Three years ago, we challenged our analytics team to build a model that would predict the Oscar winners for the 87th Academy Awards. They responded by developing models that correctly predicted the winners of all four major categories, Best Picture, Best Director, Best Actor, and Best Actress.
Last year, they went 3 for 4 missing on Best Picture. This year, we’re at it again with the following predictions for the 89th Academy Awards ceremony this Sunday, February 26, 2017.
Best Picture = La La Land
Model probability of winning – 79-90%
Las Vegas probability – 87%
Winning best picture at Producer’s Guild Awards, IMDB user rating, Total number of nominations
Best Director = Damien Chazelle (La La Land)
Model probability of winning – 75-98%
Las Vegas probability – 93%
Winning best director at Director’s Guild Awards, Total Oscar nominations, Winning best director at Golden Globes
Best Actor = Casey Affleck (Manchester by the Sea)
Model probability of winning – 63-88%
Las Vegas probability – 62%
Winning best Actor (drama) at Golden Globes, Winning best Actor Screen Actors’ Guild, Age of Actor in release year
Best Actress = Emma Stone (La La Land)
Model probability of winning – 47-76%
Las Vegas probability – 83%
Age of Actress in release year, Winning best Actress at Golden Globes, Total nominations for picture
Yes, our computers love La La Land too, and they haven’t seen anything but the data. There has been some backlash since its domination of the Golden Globes, and with Hollywood taken to task last year over a lack of diversity, don’t count out Moonlight, Fences, or Hidden Figures in the best picture category. We also wouldn’t be surprised to see Denzel Washington take the best actor award.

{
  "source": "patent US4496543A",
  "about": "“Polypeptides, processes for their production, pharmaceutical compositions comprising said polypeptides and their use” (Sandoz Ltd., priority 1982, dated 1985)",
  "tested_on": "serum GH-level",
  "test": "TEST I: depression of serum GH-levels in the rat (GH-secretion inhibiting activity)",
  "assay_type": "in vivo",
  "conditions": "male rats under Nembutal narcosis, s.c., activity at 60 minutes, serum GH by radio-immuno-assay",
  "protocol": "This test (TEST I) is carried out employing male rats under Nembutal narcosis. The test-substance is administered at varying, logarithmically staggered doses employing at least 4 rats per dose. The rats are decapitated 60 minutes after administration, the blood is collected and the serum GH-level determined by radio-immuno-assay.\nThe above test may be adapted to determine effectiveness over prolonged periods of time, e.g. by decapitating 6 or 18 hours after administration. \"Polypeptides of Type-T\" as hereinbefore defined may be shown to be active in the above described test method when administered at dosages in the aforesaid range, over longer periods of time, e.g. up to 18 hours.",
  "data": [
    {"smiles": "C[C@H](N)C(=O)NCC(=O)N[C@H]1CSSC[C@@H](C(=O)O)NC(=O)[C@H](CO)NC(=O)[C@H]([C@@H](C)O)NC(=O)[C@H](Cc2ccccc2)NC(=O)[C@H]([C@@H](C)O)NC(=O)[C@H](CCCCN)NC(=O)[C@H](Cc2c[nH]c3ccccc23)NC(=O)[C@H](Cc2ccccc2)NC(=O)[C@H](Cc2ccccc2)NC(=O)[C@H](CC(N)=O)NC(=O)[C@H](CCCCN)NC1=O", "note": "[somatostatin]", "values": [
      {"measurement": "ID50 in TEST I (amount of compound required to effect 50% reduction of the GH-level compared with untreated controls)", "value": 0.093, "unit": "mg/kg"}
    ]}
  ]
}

To generate our predictions, we used three machine-learning models commonly used to classify unknown quantities based on known data. In this case, we are classifying the Oscar nominees as winners or losers based on what we know about the winners from previous years. We encounter these types of models all the time. They help us find movies we’d like to watch on Netflix, or books we’d like to read on Amazon. They also play a role in medicine. A similar classification model developed in part at the Children’s Hospital of Philadelphia helps to identify babies most likely to develop autism from MRI images of the babies’ brains. You can find more information on that study here.
Pardoe, I. and Simonton D. K. (2007) Applying Discrete Choice Models to Predict Academy Award Winners, J. R. Statist. Soc. A(2008), 171, Part 2, pp. 375-394